The Hashemite Kingdom of Jordan, commonly called Dar Abo Husein, is a country in the Middle East. It is bordered by Syria to the north, Iraq to the north-east, Saudi Arabia to the east and south, and Israel and West Bank to the west. It shares with Israel the coastlines of the Gulf of Aqaba and the Dead Sea. Jordan's main religion is Islam and its main language is Arabic.
The land that became present-day Jordan forms part of the richly historical Fertile Crescent region. Its history began around 2000 B.C., when Semitic Amorites settled around the Jordan River in the area called Canaan. Subsequent invaders and settlers included Hittites, Egyptians, Israelites, Assyrians, Babylonians, Persians, Greeks, Romans, Arab Muslims, Christian Crusaders, Mameluks, Ottoman Turks, and, finally, the British. At the end of World War I, the territory now comprising Israel, Jordan, the West Bank, the Gaza Strip, and Jerusalem was awarded to the United Kingdom by the League of Nations as the mandate for Palestine and Transjordan. In 1922, the British divided the mandate by establishing the semi-autonomous Emirate of Transjordan, ruled by the Hashemite Prince Abdullah, while continuing the administration of Palestine under a British High Commissioner. The mandate over Transjordan ended on 22 May 1946; on 25 May, the country became the independent Hashemite Kingdom of Transjordan. It ended its special defense treaty relationship with the United Kingdom in 1957.
Transjordan was one of the Arab states which moved to assist Palestinian nationalists opposed to the creation of Israel in May 1948, and took part in the warfare between the Arab states and the newly founded State of Israel. The armistice agreements of 3 April 1949 left Jordan in control of the West Bank and provided that the armistice demarcation lines were without prejudice to future territorial settlements or boundary lines.
In 1950, the country was renamed "the Hashemite Kingdom of Jordan" to include those portions of Palestine annexed by King Abdullah. While recognizing Jordanian administration over the West Bank, the United States maintained the position that ultimate sovereignty was subject to future agreement.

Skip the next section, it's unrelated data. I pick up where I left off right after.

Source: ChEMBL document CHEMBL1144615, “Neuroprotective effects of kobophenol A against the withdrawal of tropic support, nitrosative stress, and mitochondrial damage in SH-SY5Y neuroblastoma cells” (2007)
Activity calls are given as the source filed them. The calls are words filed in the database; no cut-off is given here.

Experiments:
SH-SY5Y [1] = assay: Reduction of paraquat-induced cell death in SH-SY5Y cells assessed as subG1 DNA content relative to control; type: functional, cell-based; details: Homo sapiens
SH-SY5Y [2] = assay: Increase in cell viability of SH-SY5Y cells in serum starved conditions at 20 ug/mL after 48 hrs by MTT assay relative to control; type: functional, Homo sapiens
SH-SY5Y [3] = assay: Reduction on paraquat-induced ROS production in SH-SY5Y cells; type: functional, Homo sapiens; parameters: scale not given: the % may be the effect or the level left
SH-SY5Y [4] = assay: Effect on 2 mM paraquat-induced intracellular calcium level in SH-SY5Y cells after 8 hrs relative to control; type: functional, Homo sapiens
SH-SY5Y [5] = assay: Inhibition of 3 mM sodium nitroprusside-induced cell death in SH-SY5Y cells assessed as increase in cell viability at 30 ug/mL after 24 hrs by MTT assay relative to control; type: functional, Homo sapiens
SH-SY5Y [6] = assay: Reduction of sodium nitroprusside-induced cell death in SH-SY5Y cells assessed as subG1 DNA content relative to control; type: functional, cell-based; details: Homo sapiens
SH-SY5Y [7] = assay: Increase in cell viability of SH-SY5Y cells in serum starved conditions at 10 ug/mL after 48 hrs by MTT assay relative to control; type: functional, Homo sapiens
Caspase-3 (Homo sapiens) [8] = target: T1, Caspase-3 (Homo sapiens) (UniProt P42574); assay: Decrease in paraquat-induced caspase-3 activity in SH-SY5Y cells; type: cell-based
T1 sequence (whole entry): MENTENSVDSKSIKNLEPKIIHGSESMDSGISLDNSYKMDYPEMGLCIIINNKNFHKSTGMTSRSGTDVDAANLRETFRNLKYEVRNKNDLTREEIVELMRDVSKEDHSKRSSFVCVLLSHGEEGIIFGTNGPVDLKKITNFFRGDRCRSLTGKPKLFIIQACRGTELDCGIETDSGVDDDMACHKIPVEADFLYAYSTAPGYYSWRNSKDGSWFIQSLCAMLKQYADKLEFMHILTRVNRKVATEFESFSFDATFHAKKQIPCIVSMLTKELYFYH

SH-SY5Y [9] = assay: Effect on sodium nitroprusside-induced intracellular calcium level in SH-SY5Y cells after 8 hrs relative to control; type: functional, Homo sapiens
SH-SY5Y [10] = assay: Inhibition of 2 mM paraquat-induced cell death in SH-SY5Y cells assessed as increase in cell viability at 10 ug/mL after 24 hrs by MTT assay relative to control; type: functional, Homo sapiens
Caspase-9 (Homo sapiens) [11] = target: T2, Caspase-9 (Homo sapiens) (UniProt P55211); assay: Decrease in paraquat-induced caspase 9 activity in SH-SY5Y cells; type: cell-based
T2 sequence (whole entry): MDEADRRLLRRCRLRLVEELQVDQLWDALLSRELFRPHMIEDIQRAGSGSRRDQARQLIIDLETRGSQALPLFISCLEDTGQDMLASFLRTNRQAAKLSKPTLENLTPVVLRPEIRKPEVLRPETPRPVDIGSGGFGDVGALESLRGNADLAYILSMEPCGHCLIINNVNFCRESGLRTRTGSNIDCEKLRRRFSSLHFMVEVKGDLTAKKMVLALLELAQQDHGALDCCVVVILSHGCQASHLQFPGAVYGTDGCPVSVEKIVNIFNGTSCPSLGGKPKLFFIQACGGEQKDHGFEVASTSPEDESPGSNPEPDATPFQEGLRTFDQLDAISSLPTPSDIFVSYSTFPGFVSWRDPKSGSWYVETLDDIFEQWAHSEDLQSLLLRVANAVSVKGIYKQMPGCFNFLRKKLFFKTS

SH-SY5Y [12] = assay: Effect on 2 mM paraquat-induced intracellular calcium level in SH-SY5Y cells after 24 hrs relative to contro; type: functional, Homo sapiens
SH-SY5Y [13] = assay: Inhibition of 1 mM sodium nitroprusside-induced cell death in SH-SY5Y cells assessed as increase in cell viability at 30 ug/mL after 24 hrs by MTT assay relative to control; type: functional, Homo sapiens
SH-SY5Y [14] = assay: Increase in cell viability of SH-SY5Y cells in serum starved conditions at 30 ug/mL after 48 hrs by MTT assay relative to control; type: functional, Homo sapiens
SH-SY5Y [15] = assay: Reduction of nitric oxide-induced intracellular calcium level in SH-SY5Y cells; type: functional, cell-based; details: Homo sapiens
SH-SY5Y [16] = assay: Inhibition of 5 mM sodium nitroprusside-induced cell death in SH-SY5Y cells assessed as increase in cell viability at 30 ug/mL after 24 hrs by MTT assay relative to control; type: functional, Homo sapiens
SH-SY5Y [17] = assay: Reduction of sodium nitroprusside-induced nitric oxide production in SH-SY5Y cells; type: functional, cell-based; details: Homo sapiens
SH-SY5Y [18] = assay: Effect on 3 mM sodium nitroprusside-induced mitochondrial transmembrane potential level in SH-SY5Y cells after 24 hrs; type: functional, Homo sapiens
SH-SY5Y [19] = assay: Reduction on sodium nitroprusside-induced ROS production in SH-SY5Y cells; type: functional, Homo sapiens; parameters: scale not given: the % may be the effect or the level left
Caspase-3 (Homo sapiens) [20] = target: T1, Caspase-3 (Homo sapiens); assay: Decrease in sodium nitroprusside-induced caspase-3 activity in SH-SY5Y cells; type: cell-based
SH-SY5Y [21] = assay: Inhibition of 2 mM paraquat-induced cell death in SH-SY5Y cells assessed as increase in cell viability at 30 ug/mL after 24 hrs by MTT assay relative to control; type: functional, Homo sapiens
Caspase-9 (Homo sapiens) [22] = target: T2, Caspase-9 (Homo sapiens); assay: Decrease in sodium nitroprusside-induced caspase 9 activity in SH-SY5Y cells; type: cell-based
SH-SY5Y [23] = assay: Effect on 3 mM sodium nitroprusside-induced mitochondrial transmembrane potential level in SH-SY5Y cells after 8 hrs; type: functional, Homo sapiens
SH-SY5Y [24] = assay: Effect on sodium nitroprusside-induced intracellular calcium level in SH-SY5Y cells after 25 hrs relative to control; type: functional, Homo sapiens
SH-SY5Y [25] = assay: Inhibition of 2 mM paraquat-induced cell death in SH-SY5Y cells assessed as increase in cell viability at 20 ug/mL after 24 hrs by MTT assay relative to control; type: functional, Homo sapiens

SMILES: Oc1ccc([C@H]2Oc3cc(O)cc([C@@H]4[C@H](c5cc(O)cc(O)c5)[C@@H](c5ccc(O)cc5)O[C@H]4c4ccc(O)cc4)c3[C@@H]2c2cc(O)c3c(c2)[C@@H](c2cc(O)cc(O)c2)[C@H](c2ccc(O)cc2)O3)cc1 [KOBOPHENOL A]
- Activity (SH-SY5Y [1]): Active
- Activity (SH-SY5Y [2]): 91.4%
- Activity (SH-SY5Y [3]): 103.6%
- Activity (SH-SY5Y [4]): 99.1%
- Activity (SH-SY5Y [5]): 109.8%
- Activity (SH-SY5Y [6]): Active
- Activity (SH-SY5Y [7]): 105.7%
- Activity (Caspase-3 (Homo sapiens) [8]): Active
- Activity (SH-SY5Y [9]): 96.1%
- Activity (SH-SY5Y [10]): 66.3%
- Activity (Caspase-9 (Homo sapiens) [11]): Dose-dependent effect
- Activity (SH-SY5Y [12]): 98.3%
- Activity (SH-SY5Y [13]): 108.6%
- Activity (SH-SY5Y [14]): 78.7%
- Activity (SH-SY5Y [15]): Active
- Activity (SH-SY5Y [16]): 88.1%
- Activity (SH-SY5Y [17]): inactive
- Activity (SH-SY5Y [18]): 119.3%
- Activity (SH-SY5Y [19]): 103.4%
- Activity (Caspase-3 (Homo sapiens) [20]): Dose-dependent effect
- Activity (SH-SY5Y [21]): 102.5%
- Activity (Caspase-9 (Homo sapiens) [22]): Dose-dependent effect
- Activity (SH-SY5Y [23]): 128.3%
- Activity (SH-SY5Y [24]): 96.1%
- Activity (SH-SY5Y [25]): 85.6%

Jordan signed a mutual defense pact in May 1967 with Egypt, and it participated in the June 1967 war between Israel and the Arab states of Syria, Egypt, and Iraq. During the war, Israel gained control of the West Bank and all of Jerusalem. In 1988, Jordan renounced all claims to the West Bank but retained an administrative role pending a final settlement, and its 1994 treaty with Israel allowed for a continuing Jordanian role in Muslim and Christian holy places in Jerusalem. The U.S. Government considers the West Bank to be territory occupied by Israel and believes that its final status should be determined through direct negotiations among the parties concerned on the basis of UN Security Council Resolutions 242 and 338.
The 1967 war led to a dramatic increase in the number of Palestinians living in Jordan. Its Palestinian refugee population -- 700,000 in 1966 -- grew by another 300,000 from the West Bank. The period following the 1967 war saw an upsurge in the power and importance of Palestinian resistance elements (fedayeen) in Jordan. The heavily armed fedayeen constituted a growing threat to the sovereignty and security of the Hashemite state, and open fighting erupted in June 1970.
Other Arab governments attempted to work out a peaceful solution, but by September, continuing fedayeen actions in Jordan -- including the destruction of three international airliners hijacked and held in the desert east of Amman -- prompted the government to take action to regain control over its territory and population. In the ensuing heavy fighting, a Syrian tank force took up positions in northern Jordan to support the fedayeen but was forced to retreat. By 22 September, Arab foreign ministers meeting at Cairo had arranged a cease-fire beginning the following day. Sporadic violence continued, however, until Jordanian forces won a decisive victory over the fedayeen in July 1971, expelling them from the country.
No fighting occurred along the 1967 Jordan River cease-fire line during the October 1973 Arab-Israeli war, but Jordan sent a brigade to Syria to fight Israeli units on Syrian territory. Jordan did not participate in the Gulf War of 1990-91. In 1991, Jordan agreed, along with Syria, Lebanon, and Palestinian representatives, to participate in direct peace negotiations with Israel sponsored by the U.S. and Russia. It negotiated an end to hostilities with Israel and signed a declaration to that effect on July 25, 1994. As a result, an Israeli-Jordanian peace treaty was concluded on October 26, 1994. Following the outbreak of Israeli-Palestinian fighting in September 2000, the Jordanian government offered its good offices to both parties. Jordan has since sought to remain at peace with all of its neighbours.